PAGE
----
In order to use a fingerprint reader one is REQUIRED to allow access through a ridiculously simple (to have any hope of remembering it) PIN authentication process. Which is the least secure credentials I've ever heard of short of nothing at all. All one has to do is guess a few digits and they can bypass a nice long complicated secure pass phrase AND the fingerprint reader. Seriously? HELLO?
If one were to try to set up a PIN that was as secure as a password, it would be necessary to use far more characters. Each digit has 10 options, Each letter 26 (for English anyway), if one ignores special characters which any meaningful pass phrase should include because doing so makes the pass phrase even harder to guess. But, let's assume letters only for the sake of argument. A PIN would have to be at least two and a half times as long as a similarly secure password. The point being clear, I hope. NOBODY is going to create a meaningful PIN. It's going to be 1234 or something else that even an adult could guess.
My fingerprint reader worked great under Windows 8.1. No problems at all. I had that and a nice complicated pass phrase to ensure secure log in. Adequate enough. Now that I've installed Windows 10 I have to go back to the inconvenience of using the password or I have to allow the use of a nearly totally insecure PIN.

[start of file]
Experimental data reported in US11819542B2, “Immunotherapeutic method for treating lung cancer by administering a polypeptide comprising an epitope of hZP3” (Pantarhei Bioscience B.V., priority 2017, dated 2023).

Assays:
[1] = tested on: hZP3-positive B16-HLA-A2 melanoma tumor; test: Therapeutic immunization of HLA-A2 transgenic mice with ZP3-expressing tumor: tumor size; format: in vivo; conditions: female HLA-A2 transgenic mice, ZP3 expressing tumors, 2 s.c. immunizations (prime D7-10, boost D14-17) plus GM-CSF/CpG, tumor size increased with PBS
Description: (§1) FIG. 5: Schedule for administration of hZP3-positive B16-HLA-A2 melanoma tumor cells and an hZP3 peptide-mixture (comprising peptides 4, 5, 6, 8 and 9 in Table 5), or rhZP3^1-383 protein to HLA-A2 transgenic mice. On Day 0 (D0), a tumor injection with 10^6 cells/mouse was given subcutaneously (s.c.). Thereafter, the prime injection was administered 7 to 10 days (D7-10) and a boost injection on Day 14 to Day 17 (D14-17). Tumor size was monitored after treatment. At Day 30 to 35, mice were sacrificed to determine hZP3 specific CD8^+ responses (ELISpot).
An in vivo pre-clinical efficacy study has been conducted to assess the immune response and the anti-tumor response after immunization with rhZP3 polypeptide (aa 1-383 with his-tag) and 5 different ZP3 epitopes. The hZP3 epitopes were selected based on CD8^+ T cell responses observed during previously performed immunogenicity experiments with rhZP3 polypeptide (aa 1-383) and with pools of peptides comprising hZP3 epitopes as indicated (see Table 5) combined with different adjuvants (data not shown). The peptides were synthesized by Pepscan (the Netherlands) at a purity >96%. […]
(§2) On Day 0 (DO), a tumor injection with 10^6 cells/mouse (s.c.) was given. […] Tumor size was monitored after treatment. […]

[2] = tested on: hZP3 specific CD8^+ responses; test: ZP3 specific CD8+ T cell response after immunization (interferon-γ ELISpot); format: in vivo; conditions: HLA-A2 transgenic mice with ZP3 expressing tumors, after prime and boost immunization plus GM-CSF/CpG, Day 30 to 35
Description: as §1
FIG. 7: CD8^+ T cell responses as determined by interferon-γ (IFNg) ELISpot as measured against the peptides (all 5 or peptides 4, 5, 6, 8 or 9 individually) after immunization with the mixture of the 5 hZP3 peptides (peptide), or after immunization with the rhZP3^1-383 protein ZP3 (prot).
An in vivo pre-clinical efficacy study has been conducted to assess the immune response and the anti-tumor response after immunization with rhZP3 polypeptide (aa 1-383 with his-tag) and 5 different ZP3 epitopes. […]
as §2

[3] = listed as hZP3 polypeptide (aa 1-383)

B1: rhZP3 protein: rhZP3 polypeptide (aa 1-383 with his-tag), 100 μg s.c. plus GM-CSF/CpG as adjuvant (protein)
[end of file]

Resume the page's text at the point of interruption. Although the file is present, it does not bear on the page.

If the goal is to make Windows 10 more secure, why in the world would one be required to create a trivial way to bypass any reasonable form of security that already exists?
Someone needs to reconsider their notion of authentication security. This is so obviously lame that I can't believe anyone with any kind of expertise in authentication security was ever consulted about this "feature."
By the way once a PIN is set up and one has essentially removed any significant security from the system, it's a challenge to figure out how to get rid of it. There is no remove button. The only option offered is to change it. The trick to get rid of the PIN is to reset it, not enter anything into the new PIN fields and cancel the process. At least that seems to have worked for me. Though, the darn PIN might still be hiding in there somewhere ready to come back and bite me. For what it's worth, I suggest avoiding my mistake and NOT setting up the PIN in the first place.